The alligator snapping turtle (Macrochelys temminckii) is a related species to the common snapping turtle. The alligator snapping turtle, however, is considered the largest freshwater turtle in the world. It can live for over 150 years and can grow over 220 pounds!
Alligator snapping turtles live in the southeastern United States. They are found as far north as Chicago and as far west as Texas (map originally from National Geographic).
The alligator snapping turtle females lay only one batch of eggs per year. Males never leave the water, while females crawl out of the water to lay from 25 to 30 eggs. They dig a small hole and place them within. From the time of laying, it takes from 11 to 16 weeks for eggs to mature and hatch.
Unlike humans, turtles (as well as other related reptiles) determine the sex of their species by the temperature of the eggs during incubation. Females are produced when the egg temperature is higher than a certain mean temperature. Males are produced when the egg temperature is lower than this mean temperature. An easy way to remember this is, “hot chicks, cool dudes”. However, snapping turtles are different. According to David Madge, D.Sc., snapping turtles produce females at high and low temperature extremes, while males are produced an intermediate temperatures.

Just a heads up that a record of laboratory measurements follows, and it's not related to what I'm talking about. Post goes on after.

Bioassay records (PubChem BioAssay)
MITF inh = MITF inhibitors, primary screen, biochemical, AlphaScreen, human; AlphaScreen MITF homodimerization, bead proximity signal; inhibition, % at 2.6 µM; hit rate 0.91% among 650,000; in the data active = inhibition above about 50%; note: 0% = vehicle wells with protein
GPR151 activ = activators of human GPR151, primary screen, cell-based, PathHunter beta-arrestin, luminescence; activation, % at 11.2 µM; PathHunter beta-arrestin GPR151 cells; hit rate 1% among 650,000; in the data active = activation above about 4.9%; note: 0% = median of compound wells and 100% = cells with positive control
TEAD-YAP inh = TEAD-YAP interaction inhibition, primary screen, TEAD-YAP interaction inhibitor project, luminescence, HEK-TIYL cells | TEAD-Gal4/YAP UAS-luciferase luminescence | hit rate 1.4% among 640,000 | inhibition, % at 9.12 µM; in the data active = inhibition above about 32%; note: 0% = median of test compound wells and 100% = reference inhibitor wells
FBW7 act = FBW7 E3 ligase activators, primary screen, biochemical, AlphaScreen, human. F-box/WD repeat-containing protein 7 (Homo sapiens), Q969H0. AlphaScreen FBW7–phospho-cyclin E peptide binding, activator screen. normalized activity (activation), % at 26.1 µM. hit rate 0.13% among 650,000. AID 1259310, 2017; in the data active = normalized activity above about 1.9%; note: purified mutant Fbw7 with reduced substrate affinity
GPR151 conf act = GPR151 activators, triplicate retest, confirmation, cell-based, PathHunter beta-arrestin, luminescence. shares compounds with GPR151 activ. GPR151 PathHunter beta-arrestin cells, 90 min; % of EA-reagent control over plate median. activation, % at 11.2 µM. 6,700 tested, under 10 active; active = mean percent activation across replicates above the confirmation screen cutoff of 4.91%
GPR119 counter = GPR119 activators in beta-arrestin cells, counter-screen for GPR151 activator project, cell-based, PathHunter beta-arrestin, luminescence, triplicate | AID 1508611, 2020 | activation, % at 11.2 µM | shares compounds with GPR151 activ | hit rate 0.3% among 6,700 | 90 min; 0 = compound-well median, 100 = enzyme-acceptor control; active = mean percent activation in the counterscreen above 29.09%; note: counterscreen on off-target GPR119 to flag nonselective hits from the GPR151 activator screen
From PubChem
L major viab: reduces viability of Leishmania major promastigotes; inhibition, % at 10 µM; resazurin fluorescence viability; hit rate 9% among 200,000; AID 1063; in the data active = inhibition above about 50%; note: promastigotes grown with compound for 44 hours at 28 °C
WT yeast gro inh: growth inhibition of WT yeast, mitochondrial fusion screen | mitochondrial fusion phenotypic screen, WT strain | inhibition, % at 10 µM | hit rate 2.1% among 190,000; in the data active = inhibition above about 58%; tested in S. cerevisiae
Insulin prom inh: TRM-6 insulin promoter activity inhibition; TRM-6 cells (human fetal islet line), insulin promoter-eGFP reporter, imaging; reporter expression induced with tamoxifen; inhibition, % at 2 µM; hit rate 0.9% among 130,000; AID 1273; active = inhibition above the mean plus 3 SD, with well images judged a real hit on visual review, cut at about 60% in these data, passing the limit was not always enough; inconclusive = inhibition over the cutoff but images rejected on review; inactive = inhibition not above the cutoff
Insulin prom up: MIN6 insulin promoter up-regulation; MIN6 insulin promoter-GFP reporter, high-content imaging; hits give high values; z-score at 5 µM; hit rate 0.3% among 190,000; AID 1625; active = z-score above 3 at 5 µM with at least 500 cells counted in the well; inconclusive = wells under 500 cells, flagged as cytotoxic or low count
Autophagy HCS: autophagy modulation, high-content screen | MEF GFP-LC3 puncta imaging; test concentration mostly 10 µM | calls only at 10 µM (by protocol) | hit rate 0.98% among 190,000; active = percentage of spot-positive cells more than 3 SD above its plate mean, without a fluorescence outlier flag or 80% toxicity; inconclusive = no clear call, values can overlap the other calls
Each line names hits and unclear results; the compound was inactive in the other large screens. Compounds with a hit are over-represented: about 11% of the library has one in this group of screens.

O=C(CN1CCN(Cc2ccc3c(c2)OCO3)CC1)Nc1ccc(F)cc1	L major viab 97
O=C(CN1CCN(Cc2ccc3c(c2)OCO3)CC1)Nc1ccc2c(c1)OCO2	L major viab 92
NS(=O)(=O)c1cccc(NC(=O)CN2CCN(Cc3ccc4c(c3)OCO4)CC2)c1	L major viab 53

When young alligator snapping turtles hatch, they are 2-3 inches long and already look just like the adults. From the time of hatching, it takes11 to 13 years before a turtle becomes reproductively mature and can start the life cycle again.
On average, an alligator snapping turtle will only live for about 60 years. However, there have been reports of snapping turtles with bullets from the civil war in their carapace. This indicates that they can live for up to 150 years.
These turtles eat almost anything they can get a hold of. Their primary diet consists of fish and invertebrates. Alligator snapping turtles are sit-and-wait ambush predators. Typically they lay on the mud at the bottom of a lake or stream. To attract their prey they expose a small worm-like tongue that wiggles. This attracts small prey. When the small prey approaches, the jaws snap shut.